35 killed, soldier missing as Gaza truce unravels GAZA CITY, Gaza Strip (AP) - A Gaza cease-fire quickly unraveled Friday as violence erupted in and around the southern town of Rafah, with 35 Palestinians killed by Israeli shelling and the military saying one of its soldiers may have been abducted. Israel and Hamas accused each other of breaking the cease-fire, which had been announced by the U.S. and the U.N. and took effect at 8:00 a.m. (0500 GMT) Friday. The fighting broke out less than two hours later.
CIA director reverses himself on Senate spying WASHINGTON (AP) - For months, CIA Director John Brennan stood firm in his insistence that the CIA had little to be ashamed of after searching the computers of the Senate Intelligence Committee. His defiant posture quickly collapsed after a devastating report by his own inspector general sided against the CIA on each key point of the dispute with the Senate. According to an unclassified summary of the report released Thursday, five agency employees - two lawyers and three computer specialists- improperly accessed Intelligence Committee computers earlier this year during a disagreement over interrogation documents. Then, despite Brennan ordering a halt to that operation, the CIA's office of security began an unauthorized investigation that led it to review the emails of Senate staffers and search them for key words.
10 Things to Know for Today Your daily look at late-breaking news, upcoming events and the stories that will be talked about today: 1. GAZA TRUCE UNRAVELS WITHIN HOURS
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Large expert team reaches Ukraine crash site HRABOVE, Ukraine (AP) - A team of several dozen international investigators descended Friday on the Malaysia Airlines Flight 17 crash site in eastern Ukraine to begin combing an area now designated as a crime scene. A few hours earlier, at least 10 Ukrainian soldiers were killed when their convoy was ambushed by pro-Russian separatist rebels in a town close to the wreckage site. Defense officials said another 13 servicemen remained unaccounted for after the attack.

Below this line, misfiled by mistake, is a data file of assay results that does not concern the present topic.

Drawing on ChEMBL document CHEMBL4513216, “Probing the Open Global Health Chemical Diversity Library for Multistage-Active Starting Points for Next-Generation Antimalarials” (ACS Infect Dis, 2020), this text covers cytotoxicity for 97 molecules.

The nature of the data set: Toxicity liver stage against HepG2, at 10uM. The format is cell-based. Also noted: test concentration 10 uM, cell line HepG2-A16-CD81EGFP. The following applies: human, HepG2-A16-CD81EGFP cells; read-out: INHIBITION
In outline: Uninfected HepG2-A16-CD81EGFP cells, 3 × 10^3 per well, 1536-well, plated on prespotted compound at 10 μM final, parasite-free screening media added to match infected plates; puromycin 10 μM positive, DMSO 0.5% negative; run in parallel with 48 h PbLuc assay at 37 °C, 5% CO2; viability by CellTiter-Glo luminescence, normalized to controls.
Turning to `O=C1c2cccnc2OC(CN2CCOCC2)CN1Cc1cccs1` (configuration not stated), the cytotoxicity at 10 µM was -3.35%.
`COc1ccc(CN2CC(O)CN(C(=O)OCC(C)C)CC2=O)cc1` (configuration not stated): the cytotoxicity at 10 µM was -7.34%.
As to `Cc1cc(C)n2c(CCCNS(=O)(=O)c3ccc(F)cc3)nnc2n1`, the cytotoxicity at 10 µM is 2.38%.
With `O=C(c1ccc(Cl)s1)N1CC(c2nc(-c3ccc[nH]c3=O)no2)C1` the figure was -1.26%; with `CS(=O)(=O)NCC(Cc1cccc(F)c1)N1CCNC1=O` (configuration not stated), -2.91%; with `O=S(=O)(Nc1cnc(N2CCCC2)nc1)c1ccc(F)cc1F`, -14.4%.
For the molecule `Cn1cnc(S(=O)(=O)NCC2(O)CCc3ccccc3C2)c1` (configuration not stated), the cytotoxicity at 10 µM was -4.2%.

Taiwan gas pipeline blasts kill 25, injure 267 KAOHSIUNG, Taiwan (AP) - Heavy machinery pulled vehicles from huge trenches gouged by explosions along an underground pipeline in Taiwan's second-largest city that killed at least 25 people and injured 267. The series of five explosions from about midnight Thursday to early Friday struck a densely populated industrial district in the port of Kaohsiung where petrochemical companies operate pipelines alongside the sewer system under city streets. The cause of the disaster was being investigated.
AP PHOTOS: City streets destroyed in Taiwan blasts City streets destroyed, transformed into trenches strewn with dirt, ripped pieces of pipe and jagged blocks of concrete. Broken fire trucks turned upside down, twisted soot-covered cars and motorcycles, ripped advertising signs. The site of underground gas explosions in Taiwan's second-largest city is a scene of destruction. The blasts hit a densely populated district where petrochemical companies operate pipelines in the city of Kaohsiung. Firefighters who went to investigate the early reports of a gas leak were among the dead and injured.
Poll: Foreign policy no longer Obama strong point WASHINGTON (AP) - Foreign policy used to be a bright spot in Americans' dimming opinion of President Barack Obama. Not anymore. Associated Press-GfK polling found a spring and summer of discontent with the president's handling of world events. Obama's consistently low marks across crises such as the fighting in Ukraine and the conflict between Israel and Hamas could benefit Republicans aiming to win control Congress in the fall.
Cantor tells newspaper he'll resign in August RICHMOND, Va. (AP) - U.S. Rep. Eric Cantor told a Virginia newspaper he will resign his seat in the House of Representatives months earlier than expected. In an early Friday report, Cantor told the Richmond Times-Dispatch (http://bit.ly/1puQVLXhttp://bit.ly/1puQVLX ) he will step down Aug. 18 to make sure constituents have a voice during the "consequential" lame-duck session.
Interfaith house of prayer to be built in Berlin BERLIN (AP) - A rabbi, an imam and a priest start praying together under the same roof. It may sound like the start of a joke, but hopes are high it will become reality in Berlin. The three men are working together to build a common house of worship - the "House of One" - in the center of the capital that will include a church, a mosque and a synagogue, as well as a joint meeting hall at the center of the building.
Europe started WWI a century ago, blind to tragedy SAINT-SYMPHORIEN, Belgium (AP) - British Pvt. John Parr set off on his reconnaissance bike on the lookout for German troops amid the rolling farmland and woods south of Brussels in August 1914. It was the last anyone saw of `Ole Man' Parr, the ironic nickname he won due to his tender age of 17. He became known as the first Commonwealth soldier to die on the Western Front of World War I, likely killed by German gunfire. Another British private, George Ellison, was already moving to face the Germans in southern Belgium for the first battle of the two empires. He went on to survive the horrific slaughter of the Somme and Passchendaele and came back to the Belgian pastures, where he was shot and killed on Nov. 11, 1918 - the last day of the war.